It is easy to get the answers you want from a survey. All you have to do is write the questions to 'encourage' the answers you want. Of course, the purpose of a survey is NOT to get the answers you want, so this is more of an example of what NOT to do.
Here is a good example. This is a survey to see if the respondent has libertarian views.
Question 1a) Do you believe in free speech? Answer 1a) Of course!!!
Question 1b) Do you believe that terrorists should be able to promote hatred of the United States on college campuses and in town centers? Answer 1b) Well . . . .
Question 2a) Do you believe that the government should end corporate welfare and stop giving handouts to companies? Answer 2a) Strongly!!!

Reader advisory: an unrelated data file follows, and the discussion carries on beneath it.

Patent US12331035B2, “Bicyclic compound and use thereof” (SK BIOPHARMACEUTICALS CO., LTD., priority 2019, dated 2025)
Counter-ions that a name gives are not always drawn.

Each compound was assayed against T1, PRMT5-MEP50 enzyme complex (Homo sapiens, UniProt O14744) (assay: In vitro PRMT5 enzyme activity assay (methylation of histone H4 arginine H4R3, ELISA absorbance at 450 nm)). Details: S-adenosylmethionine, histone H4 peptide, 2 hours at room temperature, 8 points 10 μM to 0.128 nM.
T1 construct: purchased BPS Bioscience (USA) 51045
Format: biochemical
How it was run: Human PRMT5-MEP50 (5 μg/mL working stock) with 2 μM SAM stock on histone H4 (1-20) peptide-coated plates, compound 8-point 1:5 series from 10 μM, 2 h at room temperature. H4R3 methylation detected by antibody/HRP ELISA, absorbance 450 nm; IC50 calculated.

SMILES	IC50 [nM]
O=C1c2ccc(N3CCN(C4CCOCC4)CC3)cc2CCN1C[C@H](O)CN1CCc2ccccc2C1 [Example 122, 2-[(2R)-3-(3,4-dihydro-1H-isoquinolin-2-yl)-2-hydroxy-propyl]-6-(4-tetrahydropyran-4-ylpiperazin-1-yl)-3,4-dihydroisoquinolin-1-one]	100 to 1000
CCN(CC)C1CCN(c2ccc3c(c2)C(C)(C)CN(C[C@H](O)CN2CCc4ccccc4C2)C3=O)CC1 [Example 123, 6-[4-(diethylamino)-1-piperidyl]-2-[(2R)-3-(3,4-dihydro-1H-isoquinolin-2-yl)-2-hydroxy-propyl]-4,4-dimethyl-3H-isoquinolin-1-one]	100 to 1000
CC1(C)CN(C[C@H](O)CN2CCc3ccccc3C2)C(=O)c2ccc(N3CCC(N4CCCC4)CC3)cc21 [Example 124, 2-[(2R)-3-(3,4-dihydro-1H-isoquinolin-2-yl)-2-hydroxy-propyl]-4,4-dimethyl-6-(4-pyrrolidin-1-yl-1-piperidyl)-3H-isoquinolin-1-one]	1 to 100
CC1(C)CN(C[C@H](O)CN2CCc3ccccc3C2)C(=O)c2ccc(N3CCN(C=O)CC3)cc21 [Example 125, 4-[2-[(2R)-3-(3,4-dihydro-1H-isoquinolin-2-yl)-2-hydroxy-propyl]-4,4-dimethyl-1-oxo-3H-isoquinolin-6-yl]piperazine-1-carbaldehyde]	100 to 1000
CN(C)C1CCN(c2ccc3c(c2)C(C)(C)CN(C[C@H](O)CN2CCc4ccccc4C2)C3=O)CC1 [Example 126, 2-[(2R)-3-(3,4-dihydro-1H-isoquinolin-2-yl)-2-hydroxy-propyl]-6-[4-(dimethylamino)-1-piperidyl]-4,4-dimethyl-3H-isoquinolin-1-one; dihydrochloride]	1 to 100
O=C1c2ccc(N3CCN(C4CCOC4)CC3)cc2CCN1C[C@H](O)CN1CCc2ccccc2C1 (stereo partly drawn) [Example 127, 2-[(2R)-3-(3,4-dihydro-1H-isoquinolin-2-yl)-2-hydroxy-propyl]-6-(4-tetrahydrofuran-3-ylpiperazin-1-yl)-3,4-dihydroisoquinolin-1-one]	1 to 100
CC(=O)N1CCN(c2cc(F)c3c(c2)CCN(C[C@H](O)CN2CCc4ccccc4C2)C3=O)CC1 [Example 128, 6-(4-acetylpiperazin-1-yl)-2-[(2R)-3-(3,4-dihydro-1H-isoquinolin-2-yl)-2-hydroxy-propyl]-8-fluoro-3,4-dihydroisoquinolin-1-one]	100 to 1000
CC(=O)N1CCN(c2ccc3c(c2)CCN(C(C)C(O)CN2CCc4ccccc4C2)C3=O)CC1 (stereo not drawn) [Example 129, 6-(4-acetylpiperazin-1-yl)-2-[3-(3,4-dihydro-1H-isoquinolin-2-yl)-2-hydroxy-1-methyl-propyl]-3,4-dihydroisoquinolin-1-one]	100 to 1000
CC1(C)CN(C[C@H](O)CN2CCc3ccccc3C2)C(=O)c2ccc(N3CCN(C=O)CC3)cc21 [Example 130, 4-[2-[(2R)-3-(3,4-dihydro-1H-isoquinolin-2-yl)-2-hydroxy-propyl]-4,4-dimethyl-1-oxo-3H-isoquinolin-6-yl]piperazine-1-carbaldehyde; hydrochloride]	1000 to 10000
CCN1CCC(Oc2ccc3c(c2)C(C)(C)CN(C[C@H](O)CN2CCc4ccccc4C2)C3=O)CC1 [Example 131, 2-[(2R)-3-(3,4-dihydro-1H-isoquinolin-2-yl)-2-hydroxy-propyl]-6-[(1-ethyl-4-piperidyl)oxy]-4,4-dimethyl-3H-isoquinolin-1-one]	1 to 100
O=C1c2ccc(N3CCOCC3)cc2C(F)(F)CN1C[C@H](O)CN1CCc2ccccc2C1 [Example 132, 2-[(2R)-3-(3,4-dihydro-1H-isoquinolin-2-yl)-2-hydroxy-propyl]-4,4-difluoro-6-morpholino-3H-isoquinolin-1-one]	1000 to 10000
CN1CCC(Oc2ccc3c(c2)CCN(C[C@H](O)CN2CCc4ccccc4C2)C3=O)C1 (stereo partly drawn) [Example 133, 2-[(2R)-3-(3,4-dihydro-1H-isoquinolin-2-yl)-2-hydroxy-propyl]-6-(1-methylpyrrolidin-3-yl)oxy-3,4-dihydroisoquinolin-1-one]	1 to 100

Question 2b) Do you believe the government should provide R&D support for alternative energy and other promising new technologies? Of course they should!!
As you can see, the average person would come out as a libertarian using survey a) but not in survey b).
This also shows the importance of using examples. When you use an example, the question's implication becomes much clearer. But what you have to do to ensure objectivity is to provide an example on both sides so that you don't bias the answer.